Equity release – a way to unlock the value of your property and turn it into cash – is usually something which people aged over 55, who have a mortgage, tend to do.
There are a couple of ways of doing this and here at St Helens Law, we can provide you with the best legal service regarding the different schemes – ensuring you have a plan that best suits your requirements.
What is equity release?
Referring to a range of products that allows you to access the cash (equity) tied up in your property, equity release is payable as a lump sum, several smaller amounts or as a combination of both.
The most common form of equity release is a mortgage that isn’t fully paid off until death, so if you don’t have any beneficiaries in your will to leave your property to, then it’s a good route to raise cash – although can be expensive.
There are two different equity release options for you to choose from:
- Lifetime mortgage
For those aged 55+, this option is the most popular form of equity release, where you borrow some of your property’s value at a fixed or capped interest rate – average interest rates on lifetime mortgages are currently between 3% – 4%.
Equity through this type of mortgage allows you to take the money all at once in a lump sum or you could take it in smaller increments – as and when you need it. Known as drawdown, you would only be charged interest on the money you’ve actually taken, not the money yet to be taken.
Either way, if repayments aren’t made then the interest will build up quickly, so the money you owe is increasing all the time. Nowadays, most lifetime mortgages facilitate you making repayments – on the capital or the interest – so you can reduce the overall cost.
There is usually no fixed term or date when you are expected to repay your loan. Additionally, the interest on the lifetime mortgage will not change during the life of the contract, unless you secure a variable rate.
- Home reversion plans
Ideal for those over the age of 60, a home reversion plan involves a provider paying a tax-free lump sum for a portion of your home at below market value.
This means you would be able to live in the property – rent-free – until the time of your death. Once sold, proceeds would then be split based on the percentage you own and the lender owns.
A home reversion plan is better if property prices stay flatter, as, if the value of your home rises, then so does the amount the lender receives at the end.
A home reversion plan will not give you the true market value of your home when compared to selling on the open market, because you are being allowed to live in the property for the rest of your natural life. This would not be an option if you sold your property on the open market.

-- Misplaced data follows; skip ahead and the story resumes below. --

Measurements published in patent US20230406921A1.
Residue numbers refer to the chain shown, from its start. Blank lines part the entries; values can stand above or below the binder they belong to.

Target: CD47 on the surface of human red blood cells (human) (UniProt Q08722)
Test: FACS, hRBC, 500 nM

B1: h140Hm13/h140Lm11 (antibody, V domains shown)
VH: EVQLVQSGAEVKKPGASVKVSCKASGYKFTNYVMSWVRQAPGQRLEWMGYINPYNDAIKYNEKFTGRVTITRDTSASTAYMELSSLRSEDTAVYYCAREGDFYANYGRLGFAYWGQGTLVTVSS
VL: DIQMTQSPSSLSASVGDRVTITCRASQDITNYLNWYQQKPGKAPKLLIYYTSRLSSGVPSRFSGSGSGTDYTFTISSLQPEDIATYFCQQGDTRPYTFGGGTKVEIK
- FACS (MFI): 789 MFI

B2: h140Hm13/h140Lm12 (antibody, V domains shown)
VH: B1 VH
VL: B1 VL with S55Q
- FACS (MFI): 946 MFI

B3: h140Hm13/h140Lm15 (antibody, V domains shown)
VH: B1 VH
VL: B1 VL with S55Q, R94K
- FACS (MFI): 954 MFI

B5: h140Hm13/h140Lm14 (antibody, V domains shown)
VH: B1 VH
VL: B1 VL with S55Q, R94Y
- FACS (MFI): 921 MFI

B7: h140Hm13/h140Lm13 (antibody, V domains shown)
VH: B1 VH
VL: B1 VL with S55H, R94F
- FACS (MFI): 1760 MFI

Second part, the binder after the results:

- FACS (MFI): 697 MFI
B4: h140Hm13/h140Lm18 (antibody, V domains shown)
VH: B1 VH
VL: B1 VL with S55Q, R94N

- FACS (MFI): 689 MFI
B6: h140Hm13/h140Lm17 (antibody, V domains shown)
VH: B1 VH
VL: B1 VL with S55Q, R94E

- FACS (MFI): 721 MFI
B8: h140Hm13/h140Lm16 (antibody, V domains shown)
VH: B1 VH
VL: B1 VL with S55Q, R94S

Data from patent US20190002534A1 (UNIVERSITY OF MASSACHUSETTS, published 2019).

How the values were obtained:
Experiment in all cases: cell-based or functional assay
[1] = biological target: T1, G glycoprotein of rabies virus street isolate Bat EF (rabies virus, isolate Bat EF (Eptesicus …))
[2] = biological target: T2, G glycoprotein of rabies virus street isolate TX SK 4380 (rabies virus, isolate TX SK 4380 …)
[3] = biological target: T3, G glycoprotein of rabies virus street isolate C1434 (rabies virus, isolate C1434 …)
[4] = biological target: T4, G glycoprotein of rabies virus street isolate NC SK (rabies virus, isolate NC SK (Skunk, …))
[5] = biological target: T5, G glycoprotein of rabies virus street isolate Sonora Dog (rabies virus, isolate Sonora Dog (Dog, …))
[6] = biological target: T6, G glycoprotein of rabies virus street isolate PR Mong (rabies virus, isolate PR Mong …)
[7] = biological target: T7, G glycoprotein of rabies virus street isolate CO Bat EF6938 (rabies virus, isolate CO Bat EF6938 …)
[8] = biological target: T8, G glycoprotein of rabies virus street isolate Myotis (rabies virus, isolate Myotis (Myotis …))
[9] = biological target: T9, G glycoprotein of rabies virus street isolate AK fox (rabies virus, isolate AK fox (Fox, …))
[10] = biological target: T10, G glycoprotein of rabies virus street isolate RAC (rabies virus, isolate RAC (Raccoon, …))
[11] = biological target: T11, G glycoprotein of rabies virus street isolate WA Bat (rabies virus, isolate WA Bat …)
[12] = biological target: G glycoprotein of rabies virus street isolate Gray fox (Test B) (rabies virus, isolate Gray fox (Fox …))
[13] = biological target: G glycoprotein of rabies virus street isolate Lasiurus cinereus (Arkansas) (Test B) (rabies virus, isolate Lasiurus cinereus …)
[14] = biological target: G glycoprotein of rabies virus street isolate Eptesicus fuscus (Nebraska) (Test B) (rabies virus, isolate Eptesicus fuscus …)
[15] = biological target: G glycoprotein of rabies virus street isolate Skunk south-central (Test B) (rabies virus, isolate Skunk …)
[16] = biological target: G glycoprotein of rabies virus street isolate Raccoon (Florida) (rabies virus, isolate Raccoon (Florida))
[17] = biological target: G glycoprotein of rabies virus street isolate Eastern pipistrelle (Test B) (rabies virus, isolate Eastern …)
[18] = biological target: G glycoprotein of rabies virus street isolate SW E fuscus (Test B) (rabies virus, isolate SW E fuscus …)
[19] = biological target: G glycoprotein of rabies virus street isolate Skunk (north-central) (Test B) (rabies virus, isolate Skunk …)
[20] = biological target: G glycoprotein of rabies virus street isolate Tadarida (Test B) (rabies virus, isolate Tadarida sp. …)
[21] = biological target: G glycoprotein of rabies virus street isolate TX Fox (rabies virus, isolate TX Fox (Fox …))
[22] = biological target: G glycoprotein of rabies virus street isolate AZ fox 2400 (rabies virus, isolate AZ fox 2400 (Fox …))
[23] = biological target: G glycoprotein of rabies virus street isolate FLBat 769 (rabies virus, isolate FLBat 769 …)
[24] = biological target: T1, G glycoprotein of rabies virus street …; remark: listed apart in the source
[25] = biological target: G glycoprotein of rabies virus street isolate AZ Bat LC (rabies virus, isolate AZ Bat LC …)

- Options for under 55s
With a lifetime mortgage available for those over the age of 55 and a home reversion plan for those over the age of 60, what do you do if you are in urgent need of capital but you are under the age of 55?
The best thing to do is speak to a mortgage broker or financial advisor about the possibility of re-mortgaging and to gain some further advice.
Pros and cons of equity release
When committing to going down the equity release route, it’s important that you are aware of both the pros and cons:
- Cash lump sum or smaller, flexible payments whilst retaining full ownership of your home
- Taking a No Negative Equity guarantee ensures you never owe more than your property is worth
- You can stay at your home for life
- Repayments don’t need to be paid until the end of your natural life or when you enter long-term care but there are options to make repayments earlier
- Retain full ownership of your home, benefitting from future increases in the value of your property
- Can reduce any inheritance tax liability
- The interest can add up quite quickly
- Comes with additional tender and legal fees
- If you repay the loan early, there may be an early repayment charge
- Money released can affect entitlement to any means-tested state benefits
If you are considering equity release, then you need to speak to us here at St Helens Law. Our Residential Property Team are waiting for your call on 01744 742360.
Alternatively, email us at firstname.lastname@example.org and we will be happy to help!